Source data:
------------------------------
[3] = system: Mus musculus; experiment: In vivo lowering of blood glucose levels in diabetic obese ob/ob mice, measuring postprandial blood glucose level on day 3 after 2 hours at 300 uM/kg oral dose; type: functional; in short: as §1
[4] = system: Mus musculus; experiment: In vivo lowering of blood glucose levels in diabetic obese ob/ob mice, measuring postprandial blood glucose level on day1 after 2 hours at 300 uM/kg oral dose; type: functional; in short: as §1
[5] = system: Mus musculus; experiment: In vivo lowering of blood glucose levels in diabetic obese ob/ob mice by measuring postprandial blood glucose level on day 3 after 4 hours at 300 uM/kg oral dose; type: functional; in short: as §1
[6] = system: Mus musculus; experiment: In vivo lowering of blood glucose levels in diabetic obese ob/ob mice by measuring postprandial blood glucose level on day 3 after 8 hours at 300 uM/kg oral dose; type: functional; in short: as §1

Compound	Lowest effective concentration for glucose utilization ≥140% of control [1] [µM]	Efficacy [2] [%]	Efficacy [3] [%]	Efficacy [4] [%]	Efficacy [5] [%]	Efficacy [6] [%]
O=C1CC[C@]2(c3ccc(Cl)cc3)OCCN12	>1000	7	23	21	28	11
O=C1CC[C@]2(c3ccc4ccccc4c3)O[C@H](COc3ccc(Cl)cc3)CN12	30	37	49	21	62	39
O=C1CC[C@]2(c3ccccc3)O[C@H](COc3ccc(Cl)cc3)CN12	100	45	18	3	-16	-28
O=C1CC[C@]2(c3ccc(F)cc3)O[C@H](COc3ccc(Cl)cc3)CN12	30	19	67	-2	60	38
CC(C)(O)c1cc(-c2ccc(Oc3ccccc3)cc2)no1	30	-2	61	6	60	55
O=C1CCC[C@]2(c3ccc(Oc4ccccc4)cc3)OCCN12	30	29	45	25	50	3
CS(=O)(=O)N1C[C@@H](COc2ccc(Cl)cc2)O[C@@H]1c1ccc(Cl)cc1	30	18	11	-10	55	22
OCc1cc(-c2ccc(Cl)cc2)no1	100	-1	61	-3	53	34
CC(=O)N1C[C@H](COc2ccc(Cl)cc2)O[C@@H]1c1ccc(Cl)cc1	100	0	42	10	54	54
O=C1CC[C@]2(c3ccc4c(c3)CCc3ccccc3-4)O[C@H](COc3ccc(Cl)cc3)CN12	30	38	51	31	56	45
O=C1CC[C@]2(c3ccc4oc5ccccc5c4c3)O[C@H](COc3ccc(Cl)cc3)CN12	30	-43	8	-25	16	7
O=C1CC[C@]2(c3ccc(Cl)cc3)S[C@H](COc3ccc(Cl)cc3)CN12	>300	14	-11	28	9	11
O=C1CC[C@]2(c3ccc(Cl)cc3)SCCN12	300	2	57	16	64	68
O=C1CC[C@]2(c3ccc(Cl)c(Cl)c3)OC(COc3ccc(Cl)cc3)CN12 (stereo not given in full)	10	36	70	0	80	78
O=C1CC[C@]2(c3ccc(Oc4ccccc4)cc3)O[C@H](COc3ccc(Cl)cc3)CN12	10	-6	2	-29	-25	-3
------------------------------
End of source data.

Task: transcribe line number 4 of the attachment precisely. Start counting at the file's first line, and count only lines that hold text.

[6] = system: Mus musculus; experiment: In vivo lowering of blood glucose levels in diabetic obese ob/ob mice by measuring postprandial blood glucose level on day 3 after 8 hours at 300 uM/kg oral dose; type: functional; in short: as §1